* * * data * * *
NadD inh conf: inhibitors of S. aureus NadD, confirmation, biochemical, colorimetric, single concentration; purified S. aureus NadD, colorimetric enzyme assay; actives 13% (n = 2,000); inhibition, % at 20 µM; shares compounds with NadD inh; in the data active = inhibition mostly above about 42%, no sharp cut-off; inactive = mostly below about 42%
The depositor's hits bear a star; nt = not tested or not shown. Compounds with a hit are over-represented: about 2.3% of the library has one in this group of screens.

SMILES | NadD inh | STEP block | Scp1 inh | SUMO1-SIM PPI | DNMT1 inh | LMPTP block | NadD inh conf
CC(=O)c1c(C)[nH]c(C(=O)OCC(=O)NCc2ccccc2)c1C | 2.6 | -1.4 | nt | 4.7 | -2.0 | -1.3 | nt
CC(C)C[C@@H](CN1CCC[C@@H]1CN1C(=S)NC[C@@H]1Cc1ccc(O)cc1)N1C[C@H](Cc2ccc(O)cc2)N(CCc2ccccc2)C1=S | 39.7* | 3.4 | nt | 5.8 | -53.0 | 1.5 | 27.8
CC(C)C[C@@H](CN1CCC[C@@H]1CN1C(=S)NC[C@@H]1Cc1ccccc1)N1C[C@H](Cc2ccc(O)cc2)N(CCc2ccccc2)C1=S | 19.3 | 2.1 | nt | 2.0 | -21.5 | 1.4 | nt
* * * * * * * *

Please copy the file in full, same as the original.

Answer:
NadD inh conf: inhibitors of S. aureus NadD, confirmation, biochemical, colorimetric, single concentration; purified S. aureus NadD, colorimetric enzyme assay; actives 13% (n = 2,000); inhibition, % at 20 µM; shares compounds with NadD inh; in the data active = inhibition mostly above about 42%, no sharp cut-off; inactive = mostly below about 42%
The depositor's hits bear a star; nt = not tested or not shown. Compounds with a hit are over-represented: about 2.3% of the library has one in this group of screens.

SMILES | NadD inh | STEP block | Scp1 inh | SUMO1-SIM PPI | DNMT1 inh | LMPTP block | NadD inh conf
CC(=O)c1c(C)[nH]c(C(=O)OCC(=O)NCc2ccccc2)c1C | 2.6 | -1.4 | nt | 4.7 | -2.0 | -1.3 | nt
CC(C)C[C@@H](CN1CCC[C@@H]1CN1C(=S)NC[C@@H]1Cc1ccc(O)cc1)N1C[C@H](Cc2ccc(O)cc2)N(CCc2ccccc2)C1=S | 39.7* | 3.4 | nt | 5.8 | -53.0 | 1.5 | 27.8
CC(C)C[C@@H](CN1CCC[C@@H]1CN1C(=S)NC[C@@H]1Cc1ccccc1)N1C[C@H](Cc2ccc(O)cc2)N(CCc2ccccc2)C1=S | 19.3 | 2.1 | nt | 2.0 | -21.5 | 1.4 | nt